Hezbollah Signals Possible Escalation in Middle East Amid Gaza Bombings

The deputy leader of Hezbollah warns that Israel’s continued attacks on Gaza might lead to a regional conflict, with potential repercussions that may be uncontrollable. As the death toll rises, this stark warning comes amid a tense stand-off with Israel following recent cross-border violence.

by Ali Hassan

Lebanon-based Hezbollah, recognized as a terrorist organization by several countries and international bodies, has voiced grave concerns over the potential for a broader conflict in the Middle East. This comes as Israel intensifies its military campaign in Gaza, resulting in significant civilian casualties.

Sheikh Naim Qassem, the second-in-command of Hezbollah, issued a stark caution in an interview with the BBC, highlighting that unchecked aggression in Gaza could precipitate very serious and dangerous developments in the region. With the death toll in Gaza mounting, the militant group’s deputy leader suggests that the path to war is becoming increasingly likely if the bombings continue.

The recent Israeli offensive is a response to the fatal Hamas-initiated attacks on October 7, which resulted in the death of 1,400 individuals, predominantly civilians. Sheikh Qassem underscored the gravity of the situation, indicating that Israel’s heightened assaults on civilian populations heighten the risk of a wider regional war.

While Hezbollah has so far restrained from full-scale conflict, the deputy leader’s words signal a readiness to respond in kind to Israel’s actions. Following an Israeli strike in Lebanon that resulted in civilian casualties, Hezbollah retaliated with Grad rockets, marking a significant escalation in their military tactics.

Despite the militant rhetoric, Hezbollah has maintained a strategy of calibrated retaliation, specifically targeting military sites and preserving the threat of a full-scale response. The recent loss of Hezbollah fighters in the conflict serves as a testament to the group’s entrenched position and readiness to endure casualties in its long-standing conflict with Israel.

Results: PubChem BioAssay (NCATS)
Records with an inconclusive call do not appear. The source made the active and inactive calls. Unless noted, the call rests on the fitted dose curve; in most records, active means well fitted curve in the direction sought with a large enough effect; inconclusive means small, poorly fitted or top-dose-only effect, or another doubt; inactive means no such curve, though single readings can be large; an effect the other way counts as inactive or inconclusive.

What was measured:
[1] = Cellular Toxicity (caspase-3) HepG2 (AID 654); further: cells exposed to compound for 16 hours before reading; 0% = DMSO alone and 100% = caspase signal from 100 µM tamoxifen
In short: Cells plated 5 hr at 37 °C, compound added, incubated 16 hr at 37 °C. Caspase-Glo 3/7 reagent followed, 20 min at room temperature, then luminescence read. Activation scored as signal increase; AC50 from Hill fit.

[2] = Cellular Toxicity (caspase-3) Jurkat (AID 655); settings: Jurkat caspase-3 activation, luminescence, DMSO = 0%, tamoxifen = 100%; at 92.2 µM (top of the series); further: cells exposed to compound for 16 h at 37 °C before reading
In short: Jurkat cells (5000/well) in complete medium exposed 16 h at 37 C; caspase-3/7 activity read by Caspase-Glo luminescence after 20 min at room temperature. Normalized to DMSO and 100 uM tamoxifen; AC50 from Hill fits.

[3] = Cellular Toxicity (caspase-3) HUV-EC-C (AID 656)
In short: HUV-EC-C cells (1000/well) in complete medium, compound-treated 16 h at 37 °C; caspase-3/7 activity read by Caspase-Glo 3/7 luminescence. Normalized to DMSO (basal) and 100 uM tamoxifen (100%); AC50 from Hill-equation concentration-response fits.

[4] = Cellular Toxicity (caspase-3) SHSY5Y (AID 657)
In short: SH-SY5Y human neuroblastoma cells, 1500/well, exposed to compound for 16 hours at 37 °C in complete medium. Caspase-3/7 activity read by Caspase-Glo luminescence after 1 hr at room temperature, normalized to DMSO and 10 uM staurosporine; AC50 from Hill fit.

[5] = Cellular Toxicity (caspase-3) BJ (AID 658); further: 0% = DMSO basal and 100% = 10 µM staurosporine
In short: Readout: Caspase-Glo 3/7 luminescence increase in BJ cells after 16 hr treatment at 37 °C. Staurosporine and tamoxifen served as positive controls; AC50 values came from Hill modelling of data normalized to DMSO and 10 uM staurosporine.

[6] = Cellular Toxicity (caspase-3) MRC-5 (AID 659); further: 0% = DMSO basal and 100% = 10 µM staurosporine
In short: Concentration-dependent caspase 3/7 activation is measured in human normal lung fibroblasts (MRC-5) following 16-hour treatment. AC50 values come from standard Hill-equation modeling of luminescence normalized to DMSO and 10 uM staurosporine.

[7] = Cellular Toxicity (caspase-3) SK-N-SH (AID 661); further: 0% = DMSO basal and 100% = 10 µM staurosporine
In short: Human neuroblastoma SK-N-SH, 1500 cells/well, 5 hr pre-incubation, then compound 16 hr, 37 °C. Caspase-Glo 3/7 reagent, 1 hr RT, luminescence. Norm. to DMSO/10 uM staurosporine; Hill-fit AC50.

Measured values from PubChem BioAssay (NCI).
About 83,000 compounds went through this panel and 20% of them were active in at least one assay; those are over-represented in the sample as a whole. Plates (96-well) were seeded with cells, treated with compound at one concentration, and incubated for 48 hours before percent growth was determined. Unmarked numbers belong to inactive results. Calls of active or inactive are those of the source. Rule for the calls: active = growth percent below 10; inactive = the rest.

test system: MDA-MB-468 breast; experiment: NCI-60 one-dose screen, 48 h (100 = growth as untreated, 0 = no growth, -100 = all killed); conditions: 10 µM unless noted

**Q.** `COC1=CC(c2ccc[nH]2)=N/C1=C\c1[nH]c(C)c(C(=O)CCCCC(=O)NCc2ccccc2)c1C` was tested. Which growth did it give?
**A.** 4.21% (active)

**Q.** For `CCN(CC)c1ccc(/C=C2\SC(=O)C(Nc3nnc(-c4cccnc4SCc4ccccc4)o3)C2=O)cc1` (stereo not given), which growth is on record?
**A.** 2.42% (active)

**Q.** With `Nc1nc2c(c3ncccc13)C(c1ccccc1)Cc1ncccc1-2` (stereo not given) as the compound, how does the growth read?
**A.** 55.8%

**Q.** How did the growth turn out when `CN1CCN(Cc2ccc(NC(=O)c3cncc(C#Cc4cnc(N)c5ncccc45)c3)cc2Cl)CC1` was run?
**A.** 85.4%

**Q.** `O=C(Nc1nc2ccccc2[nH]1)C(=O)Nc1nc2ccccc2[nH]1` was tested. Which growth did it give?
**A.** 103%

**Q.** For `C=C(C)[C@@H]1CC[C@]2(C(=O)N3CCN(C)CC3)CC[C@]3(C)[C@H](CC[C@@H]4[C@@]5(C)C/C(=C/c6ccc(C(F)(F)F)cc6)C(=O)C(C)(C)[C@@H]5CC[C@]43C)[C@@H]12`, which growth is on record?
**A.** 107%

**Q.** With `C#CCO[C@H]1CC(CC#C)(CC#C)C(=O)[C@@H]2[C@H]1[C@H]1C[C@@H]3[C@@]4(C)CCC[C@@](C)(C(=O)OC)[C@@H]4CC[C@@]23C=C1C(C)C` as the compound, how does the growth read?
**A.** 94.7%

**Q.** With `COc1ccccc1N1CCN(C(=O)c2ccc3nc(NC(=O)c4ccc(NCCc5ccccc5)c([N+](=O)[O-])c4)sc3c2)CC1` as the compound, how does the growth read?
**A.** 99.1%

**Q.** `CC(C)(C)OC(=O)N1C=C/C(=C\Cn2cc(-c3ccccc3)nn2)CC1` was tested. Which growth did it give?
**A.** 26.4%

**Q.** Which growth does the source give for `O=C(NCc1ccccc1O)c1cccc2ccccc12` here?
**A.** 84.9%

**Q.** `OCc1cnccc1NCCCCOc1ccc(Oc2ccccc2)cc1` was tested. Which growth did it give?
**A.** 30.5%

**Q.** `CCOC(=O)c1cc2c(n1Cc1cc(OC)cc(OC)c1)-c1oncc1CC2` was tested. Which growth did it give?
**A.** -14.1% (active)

Throughout the conversation with the BBC, Sheikh Qassem attempted to cast Hezbollah in a defensive light, even as he defended its commitment to the elimination of Israel and recalled the group’s previous provocations, including the 2006 war triggered by Hezbollah’s abduction of Israeli soldiers.

Contrary to claims by Hezbollah that Israel instigated the recent escalation in Gaza, evidence presented by the BBC pointed to Hamas as the aggressor on October 7. Qassem deflected criticism of Hamas’s actions, framing them as a natural consequence of the Israeli presence in Palestinian territories and shifted the focus to the destructive impact of Israeli operations in Gaza.

Addressing the high Palestinian casualties, Sheikh Qassem painted the losses as fuel for Palestinian resolve rather than a consequence of miscalculated aggression. On the subject of Iranian support, he maintained that while Iran backs Hezbollah, it does not direct their actions, a claim that stands in contrast to the widespread belief among experts that Tehran significantly influences Hezbollah’s strategies.

Amid the heightened threat of escalation, Lebanon continues to grapple with internal strife, marked by economic collapse and political turmoil. The country’s populace shows little enthusiasm for another conflict, aware of the toll such a war could exact on their nation. Yet, despite these concerns, Hezbollah’s leadership upholds the right to resist and retaliate against Israeli offenses, positing such actions as necessary for national defense.

Nicholas Blanford, an expert on Hezbollah, forecasts dire consequences if conflict escalates further, suggesting the implications would be much more severe than the current situation in Gaza, affecting civilian life and national infrastructure in both Israel and Lebanon.

As regional tensions simmer, the tripartite balance between Hezbollah, Israel, and Iran continues to hold, with each actor weighing the potential costs of their next move. Nevertheless, the possibility of war—whether by accident or intention—remains, hanging ominously over a region already scarred by conflict and loss.

(Associated Medias | FAD) – All rights reserved.